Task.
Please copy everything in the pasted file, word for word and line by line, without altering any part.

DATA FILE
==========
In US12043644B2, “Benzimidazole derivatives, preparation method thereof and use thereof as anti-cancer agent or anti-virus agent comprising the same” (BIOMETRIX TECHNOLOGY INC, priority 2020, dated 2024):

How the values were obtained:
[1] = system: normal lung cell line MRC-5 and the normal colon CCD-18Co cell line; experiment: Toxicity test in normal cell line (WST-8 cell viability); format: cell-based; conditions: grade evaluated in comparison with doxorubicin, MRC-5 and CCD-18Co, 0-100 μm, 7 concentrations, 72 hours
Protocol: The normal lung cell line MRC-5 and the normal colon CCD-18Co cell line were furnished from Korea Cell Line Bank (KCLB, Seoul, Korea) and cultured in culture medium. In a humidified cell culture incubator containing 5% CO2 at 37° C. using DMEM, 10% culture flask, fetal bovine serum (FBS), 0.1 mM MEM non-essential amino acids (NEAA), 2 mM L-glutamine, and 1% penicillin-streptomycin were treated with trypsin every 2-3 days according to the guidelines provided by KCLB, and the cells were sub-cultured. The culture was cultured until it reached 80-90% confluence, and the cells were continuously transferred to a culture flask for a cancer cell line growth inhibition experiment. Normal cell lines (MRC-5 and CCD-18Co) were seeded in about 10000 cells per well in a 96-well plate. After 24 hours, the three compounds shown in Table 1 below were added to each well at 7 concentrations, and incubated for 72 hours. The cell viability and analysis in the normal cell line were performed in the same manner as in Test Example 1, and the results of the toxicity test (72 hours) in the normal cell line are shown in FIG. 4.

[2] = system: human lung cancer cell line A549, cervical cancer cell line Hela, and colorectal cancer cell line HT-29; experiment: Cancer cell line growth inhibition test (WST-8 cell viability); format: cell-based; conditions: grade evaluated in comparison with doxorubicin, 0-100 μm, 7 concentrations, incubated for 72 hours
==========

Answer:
In US12043644B2, “Benzimidazole derivatives, preparation method thereof and use thereof as anti-cancer agent or anti-virus agent comprising the same” (BIOMETRIX TECHNOLOGY INC, priority 2020, dated 2024):

How the values were obtained:
[1] = system: normal lung cell line MRC-5 and the normal colon CCD-18Co cell line; experiment: Toxicity test in normal cell line (WST-8 cell viability); format: cell-based; conditions: grade evaluated in comparison with doxorubicin, MRC-5 and CCD-18Co, 0-100 μm, 7 concentrations, 72 hours
Protocol: The normal lung cell line MRC-5 and the normal colon CCD-18Co cell line were furnished from Korea Cell Line Bank (KCLB, Seoul, Korea) and cultured in culture medium. In a humidified cell culture incubator containing 5% CO2 at 37° C. using DMEM, 10% culture flask, fetal bovine serum (FBS), 0.1 mM MEM non-essential amino acids (NEAA), 2 mM L-glutamine, and 1% penicillin-streptomycin were treated with trypsin every 2-3 days according to the guidelines provided by KCLB, and the cells were sub-cultured. The culture was cultured until it reached 80-90% confluence, and the cells were continuously transferred to a culture flask for a cancer cell line growth inhibition experiment. Normal cell lines (MRC-5 and CCD-18Co) were seeded in about 10000 cells per well in a 96-well plate. After 24 hours, the three compounds shown in Table 1 below were added to each well at 7 concentrations, and incubated for 72 hours. The cell viability and analysis in the normal cell line were performed in the same manner as in Test Example 1, and the results of the toxicity test (72 hours) in the normal cell line are shown in FIG. 4.

[2] = system: human lung cancer cell line A549, cervical cancer cell line Hela, and colorectal cancer cell line HT-29; experiment: Cancer cell line growth inhibition test (WST-8 cell viability); format: cell-based; conditions: grade evaluated in comparison with doxorubicin, 0-100 μm, 7 concentrations, incubated for 72 hours